Wednesday, December 3, 2008

2009 Season Designer Profile: Romeo and Juliet's Andre Pleuss

In the months leading up to our 2009 Main Stage season, we’ll be profiling the creative minds behind the season’s productions—Romeo and Juliet, Private Lives, Happy Days, and A Midsummer Night’s Dream—in our e-newsletters. For the inaugural installment, we are introducing newsletter subscribers to sound artist Andre Pleuss, an Artistic Associate at Lookingglass Theatre (Chicago) who designed sound for our 2008 production of Twelfth Night, as well as Berkeley Rep’s current production of Arabian Nights. What follows is the full transcript of my email interview with Mr. Pleuss. To sign up for our email newsletter, click here.

If you could have composed music and/or designed sound for any production(s)—historical or modern—what would it be?
I would love to have composed/designed JoAnne Akalaitis' production of Iphigenia, Tina Landau's Space, and most things I've ever seen produced by SITI Company and recently Elevator Repair Service. I love the Greeks and I always want to design any House of Atreus plays (or adaptations) that come along. I'd also love to write/design for the Japanese multi-media theatre-arts/dance collective Dumb Type. They blow my mind.

Who are your favorite composers (theatrical and nontheatrical)?
My favorite theatrical composer these days is ... hmm that's tough. I guess I'd say Richard Woodbury in Chicago, and Willy Shwarz in Germany. I also like Michael Keck's music a lot, and Victor Zupanc in Minneapolis I think does great work. I loved the music for Les Waters' production of To the Lighthouse at Berkeley Rep a few seasons back, written by Paul Drescher.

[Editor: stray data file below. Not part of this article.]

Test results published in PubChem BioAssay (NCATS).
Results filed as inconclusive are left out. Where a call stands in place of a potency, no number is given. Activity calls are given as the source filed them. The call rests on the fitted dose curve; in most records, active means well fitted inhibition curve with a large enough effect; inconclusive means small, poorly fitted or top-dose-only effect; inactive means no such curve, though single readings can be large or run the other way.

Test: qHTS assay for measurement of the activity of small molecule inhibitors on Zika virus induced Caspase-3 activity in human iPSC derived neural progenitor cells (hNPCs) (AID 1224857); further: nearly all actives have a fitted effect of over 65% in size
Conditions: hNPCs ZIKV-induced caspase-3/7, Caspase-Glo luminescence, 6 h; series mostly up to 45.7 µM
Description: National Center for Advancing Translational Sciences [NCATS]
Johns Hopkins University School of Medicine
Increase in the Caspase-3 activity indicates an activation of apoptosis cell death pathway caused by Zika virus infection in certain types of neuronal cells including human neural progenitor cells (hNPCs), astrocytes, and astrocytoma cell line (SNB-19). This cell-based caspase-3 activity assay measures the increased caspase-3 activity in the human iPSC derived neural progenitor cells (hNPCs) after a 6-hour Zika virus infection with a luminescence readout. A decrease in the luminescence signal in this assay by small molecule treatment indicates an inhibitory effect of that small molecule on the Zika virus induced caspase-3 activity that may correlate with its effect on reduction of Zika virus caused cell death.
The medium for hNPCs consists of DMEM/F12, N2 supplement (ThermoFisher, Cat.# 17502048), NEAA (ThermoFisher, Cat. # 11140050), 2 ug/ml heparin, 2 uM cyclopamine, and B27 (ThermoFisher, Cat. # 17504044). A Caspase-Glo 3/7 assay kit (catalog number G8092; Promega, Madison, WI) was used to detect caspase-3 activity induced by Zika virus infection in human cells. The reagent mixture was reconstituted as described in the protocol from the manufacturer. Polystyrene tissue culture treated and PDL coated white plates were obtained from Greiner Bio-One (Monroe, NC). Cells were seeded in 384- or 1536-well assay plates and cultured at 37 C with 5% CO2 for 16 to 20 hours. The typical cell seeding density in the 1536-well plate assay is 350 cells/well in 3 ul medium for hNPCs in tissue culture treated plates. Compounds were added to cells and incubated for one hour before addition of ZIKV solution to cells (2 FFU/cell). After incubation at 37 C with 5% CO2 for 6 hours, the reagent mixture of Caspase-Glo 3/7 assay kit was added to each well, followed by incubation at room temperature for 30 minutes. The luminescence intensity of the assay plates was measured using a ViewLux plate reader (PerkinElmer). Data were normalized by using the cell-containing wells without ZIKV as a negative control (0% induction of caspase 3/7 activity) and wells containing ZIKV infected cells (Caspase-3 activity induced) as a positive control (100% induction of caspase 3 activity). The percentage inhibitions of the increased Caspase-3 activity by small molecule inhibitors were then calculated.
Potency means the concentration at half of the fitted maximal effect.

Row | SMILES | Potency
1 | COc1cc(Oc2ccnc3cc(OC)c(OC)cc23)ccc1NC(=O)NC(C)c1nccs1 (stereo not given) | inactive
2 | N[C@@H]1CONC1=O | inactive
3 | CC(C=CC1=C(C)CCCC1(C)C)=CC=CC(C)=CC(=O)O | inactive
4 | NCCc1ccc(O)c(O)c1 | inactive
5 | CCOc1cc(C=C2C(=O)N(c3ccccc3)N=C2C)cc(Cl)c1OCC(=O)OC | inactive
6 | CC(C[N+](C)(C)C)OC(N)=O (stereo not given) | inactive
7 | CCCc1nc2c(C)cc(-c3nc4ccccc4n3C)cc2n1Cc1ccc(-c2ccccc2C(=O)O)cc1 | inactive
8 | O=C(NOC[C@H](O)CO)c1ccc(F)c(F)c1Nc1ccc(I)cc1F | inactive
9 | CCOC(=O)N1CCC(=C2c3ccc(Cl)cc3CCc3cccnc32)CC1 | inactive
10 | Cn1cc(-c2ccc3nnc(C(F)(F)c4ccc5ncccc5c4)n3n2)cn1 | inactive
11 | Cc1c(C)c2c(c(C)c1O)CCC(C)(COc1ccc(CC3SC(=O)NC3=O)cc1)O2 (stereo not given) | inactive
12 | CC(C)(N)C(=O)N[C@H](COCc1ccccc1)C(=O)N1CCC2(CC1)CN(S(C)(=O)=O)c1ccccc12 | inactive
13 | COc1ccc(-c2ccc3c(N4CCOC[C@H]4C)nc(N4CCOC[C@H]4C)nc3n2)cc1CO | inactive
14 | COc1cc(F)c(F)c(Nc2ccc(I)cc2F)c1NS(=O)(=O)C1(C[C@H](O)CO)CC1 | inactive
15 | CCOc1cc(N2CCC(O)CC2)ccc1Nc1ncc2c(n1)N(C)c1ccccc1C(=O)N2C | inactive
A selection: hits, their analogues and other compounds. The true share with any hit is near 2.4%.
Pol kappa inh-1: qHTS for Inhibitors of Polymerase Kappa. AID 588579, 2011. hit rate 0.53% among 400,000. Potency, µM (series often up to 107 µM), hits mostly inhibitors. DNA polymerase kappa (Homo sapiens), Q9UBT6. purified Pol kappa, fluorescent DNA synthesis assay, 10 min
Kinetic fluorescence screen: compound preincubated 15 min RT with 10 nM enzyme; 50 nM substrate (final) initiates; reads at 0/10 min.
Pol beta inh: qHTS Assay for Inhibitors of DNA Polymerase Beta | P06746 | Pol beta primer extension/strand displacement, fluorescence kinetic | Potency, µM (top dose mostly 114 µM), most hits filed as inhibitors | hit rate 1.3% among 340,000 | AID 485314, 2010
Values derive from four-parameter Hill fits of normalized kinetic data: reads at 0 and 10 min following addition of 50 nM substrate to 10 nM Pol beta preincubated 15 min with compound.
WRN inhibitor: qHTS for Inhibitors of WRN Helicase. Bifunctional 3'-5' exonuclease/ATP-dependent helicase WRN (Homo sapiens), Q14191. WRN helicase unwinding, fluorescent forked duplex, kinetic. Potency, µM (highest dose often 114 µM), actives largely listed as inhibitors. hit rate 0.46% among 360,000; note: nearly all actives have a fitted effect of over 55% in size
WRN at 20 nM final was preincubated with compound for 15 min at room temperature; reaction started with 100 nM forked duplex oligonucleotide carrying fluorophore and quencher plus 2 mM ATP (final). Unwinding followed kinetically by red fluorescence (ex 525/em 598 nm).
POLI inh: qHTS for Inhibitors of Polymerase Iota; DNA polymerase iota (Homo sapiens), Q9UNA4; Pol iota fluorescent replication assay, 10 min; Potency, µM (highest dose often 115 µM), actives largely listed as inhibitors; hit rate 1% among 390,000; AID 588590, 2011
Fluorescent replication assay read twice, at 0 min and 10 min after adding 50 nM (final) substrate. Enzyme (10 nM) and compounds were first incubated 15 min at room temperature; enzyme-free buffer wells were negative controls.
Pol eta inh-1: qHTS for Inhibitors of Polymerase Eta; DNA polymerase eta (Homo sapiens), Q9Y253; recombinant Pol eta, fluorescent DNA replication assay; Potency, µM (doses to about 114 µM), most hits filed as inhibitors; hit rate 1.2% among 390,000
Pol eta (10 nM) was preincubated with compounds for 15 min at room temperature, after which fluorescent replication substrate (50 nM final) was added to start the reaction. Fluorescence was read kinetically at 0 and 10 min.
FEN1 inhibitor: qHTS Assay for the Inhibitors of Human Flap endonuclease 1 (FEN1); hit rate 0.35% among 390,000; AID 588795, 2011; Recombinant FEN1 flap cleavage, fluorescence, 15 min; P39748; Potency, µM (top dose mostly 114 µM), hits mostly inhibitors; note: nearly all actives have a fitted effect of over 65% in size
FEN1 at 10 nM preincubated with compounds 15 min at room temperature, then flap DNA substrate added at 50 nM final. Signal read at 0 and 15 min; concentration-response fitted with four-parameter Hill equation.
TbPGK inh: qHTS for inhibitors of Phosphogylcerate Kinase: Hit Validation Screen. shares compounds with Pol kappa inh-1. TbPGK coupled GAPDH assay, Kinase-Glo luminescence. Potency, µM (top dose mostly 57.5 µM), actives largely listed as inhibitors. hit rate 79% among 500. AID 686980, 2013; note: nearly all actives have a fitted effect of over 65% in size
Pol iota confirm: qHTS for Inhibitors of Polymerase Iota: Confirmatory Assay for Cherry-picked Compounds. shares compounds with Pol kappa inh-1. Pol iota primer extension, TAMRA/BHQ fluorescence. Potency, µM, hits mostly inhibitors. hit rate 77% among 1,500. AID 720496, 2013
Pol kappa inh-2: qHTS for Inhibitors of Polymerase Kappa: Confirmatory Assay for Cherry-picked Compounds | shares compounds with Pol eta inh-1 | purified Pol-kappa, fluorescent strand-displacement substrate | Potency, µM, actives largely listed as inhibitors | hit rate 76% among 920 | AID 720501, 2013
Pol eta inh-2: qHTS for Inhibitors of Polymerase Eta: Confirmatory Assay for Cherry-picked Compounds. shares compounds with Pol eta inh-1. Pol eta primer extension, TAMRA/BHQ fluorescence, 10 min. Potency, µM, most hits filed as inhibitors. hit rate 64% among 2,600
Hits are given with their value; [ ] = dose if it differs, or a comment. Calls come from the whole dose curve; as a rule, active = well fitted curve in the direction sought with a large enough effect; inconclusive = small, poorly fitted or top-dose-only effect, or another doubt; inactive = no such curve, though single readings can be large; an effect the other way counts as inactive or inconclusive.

My favorite nontheatrical composer is Frank Zappa (unrivaled prolific genius IMHO). I'm a big fan also of Jon Brion (as both a composer and producer). His music for Punch Drunk Love is always on heavy rotation on my iPod. I'd also add Rufus Wainwright to that list.
What's your favorite band? Or bands?
I'm going through a huge roots music phase right now. (I can't stop listening to the Alison Krauss/Robert Plant album Raising Sand. Gillian Welch, Jolie Holland and the Be Good Tanyas are also in heavy iPod rotation these days.) Unrelated, I find Postal Service endlessly fascinating—not just musically, but in terms of their process (i.e., rarely being in the same room, but rather sharing files across the country via the internet, passing them back and forth layering tracks gradually over time).

Oh yeah, and I'm a sound designer so it's like a prerequisite to be a Radiohead fan. And I am, proudly.

You recently did Romeo and Juliet at Shakespeare Santa Cruz; I know it's a bit early to be thinking too much about our upcoming production, but can you provide any insight at all into how that production, with its Hungarian Gypsy feel, may inform how you approach the Cal Shakes '09 one?
I wish I could. It's still quite early and Jon and I have only had one conversation. I will say that it is great having the play still very resonant in my mind. I don't think I've ever worked on the same play (with different production aesthetics, et cetera) so closely on top of one another before. I'm really thrilled that it's this play. I've always thought I could work on Romeo and Juliet once every few years for the rest of my career and not be bored. There is so much going on in that world emotionally, dramatically. It's sexy, romantic, violent and lyrical, joyous and profoundly sad all in the same breath. If any one play can kick-start a designer's imagination in a wide variety of different directions, it's this one.

Tuesday, December 2, 2008